# Lecture 2: Verified Interpreters

Teacher: François Pottier

# From operational semantics to (verified) interpreter

You have different semantics and want to translate between them.

## A naïve interpreter

An interpreter:

executes a program.

Of course, OCaml doesn’t perform naïve step-by-step $β$-reductions, but for the sake of simplicity, we’ll study a simplified example of small-step semantic to begin with.

 type var = int (* a de Bruijn index *)

type term =
| Var of var
| Lam of (* bind: *) term
| App of term * term

(* Example: *)
let id = Lam (Var 0)


Now: definition of $⇑^i (+k)$:

 let rec lift_ i k (t : term) : term = match t with
| Var x -> if x < i then t else Var (x + k)
| Lam t -> Lam (lift_ (i + 1) k t)
| App (t1, t2) -> App (lift_ i k t1, lift_ i k t2)

let lift k t = lift_ 0 k t


And substitutions:

 let rec subst_ i (sigma : var -> term) (t : term) : term =
match t with
| Var x -> if x < i then t else lift i (sigma (x - i))
| Lam t -> Lam (subst_ (i + 1) sigma t)
| App (t1, t2) -> App (subst_ i sigma t1, subst_ i sigma t2)

let subst sigma t = subst_ 0 sigma t


and then the substitution $u · id$:

 let singleton (u : term) : var -> term = function
0 -> u
| x -> Var (x - 1)


Small-step call-by-value reduction:

let in_context f ox = match ox with
| None -> None
| Some x -> Some (f x)

let is_value = function
| Var _ | Lam _ -> true
| App _ -> false

let rec step (t : term) : term option =
match t with
| Lam _ | Var _ -> None
(* Plotkin’s BetaV *)
| App (Lam t, v) when is_value v ->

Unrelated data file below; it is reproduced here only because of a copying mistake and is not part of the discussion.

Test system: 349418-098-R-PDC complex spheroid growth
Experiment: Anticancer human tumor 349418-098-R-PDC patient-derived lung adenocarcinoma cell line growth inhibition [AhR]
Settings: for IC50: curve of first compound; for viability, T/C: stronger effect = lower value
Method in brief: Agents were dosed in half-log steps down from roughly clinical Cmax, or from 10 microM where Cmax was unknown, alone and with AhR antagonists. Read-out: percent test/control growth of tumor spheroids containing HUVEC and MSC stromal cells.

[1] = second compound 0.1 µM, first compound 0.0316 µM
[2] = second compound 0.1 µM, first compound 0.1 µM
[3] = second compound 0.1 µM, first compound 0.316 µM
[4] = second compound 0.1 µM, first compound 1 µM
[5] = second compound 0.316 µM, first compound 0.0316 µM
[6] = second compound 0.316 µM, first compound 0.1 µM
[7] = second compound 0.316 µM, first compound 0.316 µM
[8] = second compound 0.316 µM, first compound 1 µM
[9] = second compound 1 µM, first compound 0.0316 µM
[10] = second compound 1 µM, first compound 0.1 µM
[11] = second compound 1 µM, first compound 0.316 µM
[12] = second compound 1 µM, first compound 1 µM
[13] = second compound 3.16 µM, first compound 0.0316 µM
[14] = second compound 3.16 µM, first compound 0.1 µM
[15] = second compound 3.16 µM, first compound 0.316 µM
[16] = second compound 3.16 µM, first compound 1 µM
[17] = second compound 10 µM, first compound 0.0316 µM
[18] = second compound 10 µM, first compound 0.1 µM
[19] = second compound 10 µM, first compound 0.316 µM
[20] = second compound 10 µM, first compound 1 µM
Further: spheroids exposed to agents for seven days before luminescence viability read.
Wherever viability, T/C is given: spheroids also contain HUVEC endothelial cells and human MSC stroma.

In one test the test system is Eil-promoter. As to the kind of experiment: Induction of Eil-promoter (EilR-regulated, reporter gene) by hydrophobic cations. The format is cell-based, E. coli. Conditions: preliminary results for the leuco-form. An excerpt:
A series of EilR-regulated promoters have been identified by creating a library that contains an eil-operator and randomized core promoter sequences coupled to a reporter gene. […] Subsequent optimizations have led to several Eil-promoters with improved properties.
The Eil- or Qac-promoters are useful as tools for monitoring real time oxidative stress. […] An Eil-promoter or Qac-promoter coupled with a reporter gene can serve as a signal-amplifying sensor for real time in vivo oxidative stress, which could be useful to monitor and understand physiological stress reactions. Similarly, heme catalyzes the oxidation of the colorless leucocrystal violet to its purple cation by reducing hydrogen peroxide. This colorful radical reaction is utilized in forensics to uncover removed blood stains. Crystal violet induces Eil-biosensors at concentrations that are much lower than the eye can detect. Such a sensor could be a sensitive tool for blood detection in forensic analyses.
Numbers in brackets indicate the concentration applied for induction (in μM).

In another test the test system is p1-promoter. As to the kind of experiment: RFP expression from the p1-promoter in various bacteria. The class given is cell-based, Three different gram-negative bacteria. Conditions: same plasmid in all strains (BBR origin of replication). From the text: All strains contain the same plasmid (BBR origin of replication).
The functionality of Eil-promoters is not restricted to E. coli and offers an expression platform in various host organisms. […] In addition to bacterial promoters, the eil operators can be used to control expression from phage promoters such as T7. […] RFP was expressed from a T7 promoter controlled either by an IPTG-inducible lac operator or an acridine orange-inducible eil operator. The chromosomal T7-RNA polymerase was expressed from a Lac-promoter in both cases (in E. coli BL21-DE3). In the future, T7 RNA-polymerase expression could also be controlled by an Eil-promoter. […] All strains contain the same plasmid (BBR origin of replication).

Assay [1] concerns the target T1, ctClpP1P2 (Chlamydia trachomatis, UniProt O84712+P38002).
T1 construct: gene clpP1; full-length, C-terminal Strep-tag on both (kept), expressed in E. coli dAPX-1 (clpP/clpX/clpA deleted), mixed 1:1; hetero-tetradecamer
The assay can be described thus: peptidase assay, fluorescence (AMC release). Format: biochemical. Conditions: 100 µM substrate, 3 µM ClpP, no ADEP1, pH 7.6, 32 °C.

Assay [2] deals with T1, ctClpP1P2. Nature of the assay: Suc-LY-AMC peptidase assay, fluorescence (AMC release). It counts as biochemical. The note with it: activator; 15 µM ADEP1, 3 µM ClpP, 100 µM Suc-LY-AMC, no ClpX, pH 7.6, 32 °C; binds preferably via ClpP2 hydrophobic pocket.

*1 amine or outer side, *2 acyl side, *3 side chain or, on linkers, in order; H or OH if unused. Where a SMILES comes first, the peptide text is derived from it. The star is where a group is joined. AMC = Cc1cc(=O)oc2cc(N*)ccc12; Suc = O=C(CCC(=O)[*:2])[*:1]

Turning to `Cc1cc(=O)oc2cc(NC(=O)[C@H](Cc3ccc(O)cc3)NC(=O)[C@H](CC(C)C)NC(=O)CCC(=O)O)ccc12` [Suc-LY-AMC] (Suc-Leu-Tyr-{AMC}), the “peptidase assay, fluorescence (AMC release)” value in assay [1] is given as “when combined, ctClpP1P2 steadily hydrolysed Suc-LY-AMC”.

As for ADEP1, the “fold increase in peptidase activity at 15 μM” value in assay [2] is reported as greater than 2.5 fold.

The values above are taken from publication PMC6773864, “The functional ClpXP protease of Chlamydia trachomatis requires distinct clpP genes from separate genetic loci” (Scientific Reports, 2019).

Some (subst (singleton v) t)
(* Plotkin’s AppL *)
| App (t, u) when not (is_value t) ->
in_context (fun t’ -> App (t’, u)) (step t)
(* Plotkin’s AppVR *)
| App (v, u) when is_value v ->
in_context (fun u’ -> App (v, u’)) (step u)
(* All cases covered already, but OCaml cannot see it. *)
| App (_, _) -> assert false


⟶ Very inefficient

## Natural/Big-step Semantics

Reduction sequence of $t t’$ has the form:

t t' ⟶^\ast_{cbv} (λx.u) t' ⟶^\ast_{cbv} (λx.u) v ⟶_{cbv} u[v/x] ⟶^\ast_{cbv} v

where $t ⟶^\ast_{cbv} λx.u$ and $t’ ⟶^\ast_{cbv} v$

### Big-step relation $↓_{cbv}$

\cfrac{}{v \, ↓_{cbv} \, v} \qquad \cfrac{t_1 \, ↓_{cbv} \, λx.u_1 \qquad t_2 \, ↓_{cbv} \, v_2 \qquad u_1[v_2/x] ↓_{cbv} v}{t_1 t_2 \, ↓_{cbv} \, v}

A proof of

• $t ⟶^\ast_{cbv} t’$ has linear structure
• $t ↓_{cbv} v$ has tree structure.

### Big-step interpreter

exception RuntimeError

let rec eval (t : term) : term =
match t with
| Lam _ | Var _ -> t
| App (t1, t2) ->
let v1 = eval t1 in
let v2 = eval t2 in
match v1 with
| Lam u1 -> eval (subst (singleton v2) u1)
|_ -> raise RuntimeError


NB: May not terminate (evaluate $Ω$ for example)

## Big-step vs. Small-step

Lemma (From Big-step to Small-step): If $t ↓{cbv} v$, then $t ⟶^\ast{cbv} v$.

Lemma (From Small-step to Big-step): If $t_1 ⟶{cbv} t_2$ and $t_2 ↓{cbv} v$, then $t_1 ↓_{cbv} v$.

# Environments and closures

Environment:

finite map of variables to (closed) values.

Idea: record $x$ being bounded to $v$ while evaluating a $t$. Instead of applying the substitution $[v/x]$ to the code, record the binding $x ⟼ v$ in an environment.

Closure:

a pair $⟨λx.t \; \mid \; e⟩$, where $e$ is an environment and $fv(λx.t) ⊆ dom(e)$ (a closure is closed)

bigcbv: $t ↓_{cbv} v$

ebigcbv: $∅ ⊢ t ↓_{cbv} c$

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